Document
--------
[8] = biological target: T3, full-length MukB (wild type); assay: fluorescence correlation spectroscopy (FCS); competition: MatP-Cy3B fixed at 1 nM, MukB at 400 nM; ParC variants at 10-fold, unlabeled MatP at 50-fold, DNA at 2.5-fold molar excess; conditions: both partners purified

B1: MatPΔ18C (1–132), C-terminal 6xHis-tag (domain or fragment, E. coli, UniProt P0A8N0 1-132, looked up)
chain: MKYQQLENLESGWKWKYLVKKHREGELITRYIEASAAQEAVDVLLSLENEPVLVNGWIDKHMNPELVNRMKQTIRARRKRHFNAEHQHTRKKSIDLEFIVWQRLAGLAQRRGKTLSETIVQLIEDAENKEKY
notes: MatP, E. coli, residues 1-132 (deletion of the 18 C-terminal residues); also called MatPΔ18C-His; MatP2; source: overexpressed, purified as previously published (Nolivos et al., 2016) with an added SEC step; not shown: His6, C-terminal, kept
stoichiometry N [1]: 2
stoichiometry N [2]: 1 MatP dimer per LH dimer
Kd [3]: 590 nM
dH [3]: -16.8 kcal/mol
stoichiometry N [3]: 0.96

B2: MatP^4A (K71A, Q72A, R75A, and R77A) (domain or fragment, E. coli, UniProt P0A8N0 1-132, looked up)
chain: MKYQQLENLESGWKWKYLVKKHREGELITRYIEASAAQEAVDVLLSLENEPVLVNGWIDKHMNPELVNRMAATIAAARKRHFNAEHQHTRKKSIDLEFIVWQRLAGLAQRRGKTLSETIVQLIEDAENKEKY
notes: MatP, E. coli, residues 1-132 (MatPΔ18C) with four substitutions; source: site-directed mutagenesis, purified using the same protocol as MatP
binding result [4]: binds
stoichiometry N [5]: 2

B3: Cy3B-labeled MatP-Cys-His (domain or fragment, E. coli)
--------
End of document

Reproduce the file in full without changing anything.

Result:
[8] = biological target: T3, full-length MukB (wild type); assay: fluorescence correlation spectroscopy (FCS); competition: MatP-Cy3B fixed at 1 nM, MukB at 400 nM; ParC variants at 10-fold, unlabeled MatP at 50-fold, DNA at 2.5-fold molar excess; conditions: both partners purified

B1: MatPΔ18C (1–132), C-terminal 6xHis-tag (domain or fragment, E. coli, UniProt P0A8N0 1-132, looked up)
chain: MKYQQLENLESGWKWKYLVKKHREGELITRYIEASAAQEAVDVLLSLENEPVLVNGWIDKHMNPELVNRMKQTIRARRKRHFNAEHQHTRKKSIDLEFIVWQRLAGLAQRRGKTLSETIVQLIEDAENKEKY
notes: MatP, E. coli, residues 1-132 (deletion of the 18 C-terminal residues); also called MatPΔ18C-His; MatP2; source: overexpressed, purified as previously published (Nolivos et al., 2016) with an added SEC step; not shown: His6, C-terminal, kept
stoichiometry N [1]: 2
stoichiometry N [2]: 1 MatP dimer per LH dimer
Kd [3]: 590 nM
dH [3]: -16.8 kcal/mol
stoichiometry N [3]: 0.96

B2: MatP^4A (K71A, Q72A, R75A, and R77A) (domain or fragment, E. coli, UniProt P0A8N0 1-132, looked up)
chain: MKYQQLENLESGWKWKYLVKKHREGELITRYIEASAAQEAVDVLLSLENEPVLVNGWIDKHMNPELVNRMAATIAAARKRHFNAEHQHTRKKSIDLEFIVWQRLAGLAQRRGKTLSETIVQLIEDAENKEKY
notes: MatP, E. coli, residues 1-132 (MatPΔ18C) with four substitutions; source: site-directed mutagenesis, purified using the same protocol as MatP
binding result [4]: binds
stoichiometry N [5]: 2

B3: Cy3B-labeled MatP-Cys-His (domain or fragment, E. coli)